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IL-78 'babies' make US pilots eat their words

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posted on Oct, 6 2004 @ 01:09 PM
AMBALA: The big boys of the US Air Force in their KC-10 and KC-135 inflight refuellers initially referred to their Indian counterparts flying the IL-78 tankers as 'babies' during exercise Cooperative Cope Thunder in Alaska. The IL-78 was acquired only last year and the pilots were carrying out aerial refuelling for the first time in international air space. For the Americans, refuelling airborne fighters was not new. They had been doing it for over 30 years.

Naturally, the Indians were seen as greenhorns. But the precision with which the IL-78 pilots satiated thirsty Jaguars, which can carry up to 5.1 tonnes of fuel, during Cope Thunder dispelled all doubts about their capabilities with a healthy dose of reality. The IL-78s refuelled six Jaguars more than 30 times during the 20,000 km roundtrip to Alaska, covered in 18 legs.

The most challenging part for the pilots was topping off the Jaguars flying over the Atlantic Ocean, from the Portuguese air base of Azores Islands to Gander in Canada. Sqn Ldr Arijit Ray, an IL-78 pilot from the Agra-based 'Mars' squadron, told The Times of India that this was complex as there was no option for diversion over the ocean.

During this four-hour flight, the Jaguars piercing the air at a speed of 600 km per hour were refuelled thrice. The Israeli-made IL-78 pods connected with the Jaguar probes in copybook fashion, something which pilots described as the most testing part of air-to-air refuelling. Sqn Ldr DB Singh, also from the 'Mars' squadron, said: "We were introduced to aerial refuelling just last year. But air forces that took part in the exercise have been doing it for decades. Still we were noticed."

The recognition hasn't come without hard work. The IL-78 pilots used to fly from Agra to Ambala daily, from March to June, to practice aerial refuelling.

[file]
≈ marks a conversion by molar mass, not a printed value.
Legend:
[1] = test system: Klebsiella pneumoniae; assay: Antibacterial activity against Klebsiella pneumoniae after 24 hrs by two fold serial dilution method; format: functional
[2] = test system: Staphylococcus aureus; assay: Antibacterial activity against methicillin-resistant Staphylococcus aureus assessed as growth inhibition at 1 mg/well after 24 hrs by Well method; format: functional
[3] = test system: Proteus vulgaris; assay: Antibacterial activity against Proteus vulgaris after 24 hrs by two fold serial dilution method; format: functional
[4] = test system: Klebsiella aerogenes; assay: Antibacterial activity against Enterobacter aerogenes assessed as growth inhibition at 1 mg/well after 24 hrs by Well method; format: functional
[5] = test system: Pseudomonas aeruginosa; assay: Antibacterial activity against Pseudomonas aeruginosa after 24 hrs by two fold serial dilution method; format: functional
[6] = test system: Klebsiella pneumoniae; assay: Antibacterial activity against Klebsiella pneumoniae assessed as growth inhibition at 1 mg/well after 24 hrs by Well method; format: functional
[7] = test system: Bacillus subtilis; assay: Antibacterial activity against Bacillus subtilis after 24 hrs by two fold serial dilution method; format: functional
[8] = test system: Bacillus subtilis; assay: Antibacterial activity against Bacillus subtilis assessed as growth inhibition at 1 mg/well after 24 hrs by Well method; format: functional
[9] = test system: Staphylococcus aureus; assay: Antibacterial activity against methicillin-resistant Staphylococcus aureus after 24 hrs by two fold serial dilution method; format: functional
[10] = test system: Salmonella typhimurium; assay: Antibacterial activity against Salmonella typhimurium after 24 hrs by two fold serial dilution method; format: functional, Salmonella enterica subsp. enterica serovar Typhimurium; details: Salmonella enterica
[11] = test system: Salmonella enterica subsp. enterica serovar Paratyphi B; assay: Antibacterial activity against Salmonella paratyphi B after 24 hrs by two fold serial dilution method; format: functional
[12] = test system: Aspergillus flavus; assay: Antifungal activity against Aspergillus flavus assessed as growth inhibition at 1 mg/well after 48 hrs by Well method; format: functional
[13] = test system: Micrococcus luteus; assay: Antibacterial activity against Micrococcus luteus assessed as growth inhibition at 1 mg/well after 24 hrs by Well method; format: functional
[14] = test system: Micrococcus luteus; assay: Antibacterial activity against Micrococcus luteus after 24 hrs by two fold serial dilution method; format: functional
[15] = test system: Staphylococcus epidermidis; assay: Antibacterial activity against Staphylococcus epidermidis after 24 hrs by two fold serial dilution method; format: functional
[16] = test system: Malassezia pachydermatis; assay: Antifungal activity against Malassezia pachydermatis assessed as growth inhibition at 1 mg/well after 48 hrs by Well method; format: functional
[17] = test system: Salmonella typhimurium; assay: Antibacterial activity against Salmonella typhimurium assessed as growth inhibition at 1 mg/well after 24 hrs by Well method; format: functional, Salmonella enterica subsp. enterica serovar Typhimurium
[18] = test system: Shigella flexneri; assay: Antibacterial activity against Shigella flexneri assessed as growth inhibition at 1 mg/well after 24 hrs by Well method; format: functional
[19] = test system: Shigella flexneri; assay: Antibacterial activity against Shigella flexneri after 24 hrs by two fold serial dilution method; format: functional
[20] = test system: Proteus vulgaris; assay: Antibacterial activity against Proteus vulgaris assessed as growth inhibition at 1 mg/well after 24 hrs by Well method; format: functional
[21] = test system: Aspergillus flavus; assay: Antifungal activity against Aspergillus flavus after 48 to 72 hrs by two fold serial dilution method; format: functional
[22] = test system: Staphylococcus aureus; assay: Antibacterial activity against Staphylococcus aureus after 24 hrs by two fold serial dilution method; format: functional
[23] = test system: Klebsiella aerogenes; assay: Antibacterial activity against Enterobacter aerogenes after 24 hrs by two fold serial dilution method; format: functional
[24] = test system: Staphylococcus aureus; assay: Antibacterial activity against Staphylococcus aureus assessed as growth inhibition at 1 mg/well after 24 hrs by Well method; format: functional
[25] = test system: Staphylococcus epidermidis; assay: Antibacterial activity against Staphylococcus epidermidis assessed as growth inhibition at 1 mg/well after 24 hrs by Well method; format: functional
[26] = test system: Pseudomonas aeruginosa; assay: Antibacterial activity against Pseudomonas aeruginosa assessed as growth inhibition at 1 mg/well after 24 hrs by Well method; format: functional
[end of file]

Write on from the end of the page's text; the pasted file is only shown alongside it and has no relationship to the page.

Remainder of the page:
To further improve their skills, the pilots were stationed at the Ambala air base for three weeks before taking off for Alaska on June 21.

The IL-78, which refuels at the rate of 500 litres per minute, can carry up to 118 tonnes of fuel. The maximum quantity of fuel injected into an airborne Jaguar was about 3.8 tonnes during the flight to Alaska, all in less than eight minutes.

With IL-78 support, combat aircrafts can undertake longer sorties and carry additional offensive payload. Air chief S Krishnaswamy said the IAF would be adding two more IL-78 tankers into its fleet, taking their total number to six. Indian pilots flew in the in-flight US refuellers, KC-10 and KC-135, to get a feel of these airplanes.

The IAF had planned a mid-air refuelling demonstration at Ambala on Tuesday but it had to be called off due to bad weather.

Source :

posted on Oct, 6 2004 @ 01:32 PM
I guess the USAF will one day pay for its complacency.

BTW : thanks to kinglizard

posted on Jan, 9 2005 @ 08:06 AM
Anyone got details and pics of the IL-78 ???

posted on Jan, 9 2005 @ 11:15 AM

Here you go

This platform is used for EAW&C as well, it has a rear firing gun equipted...

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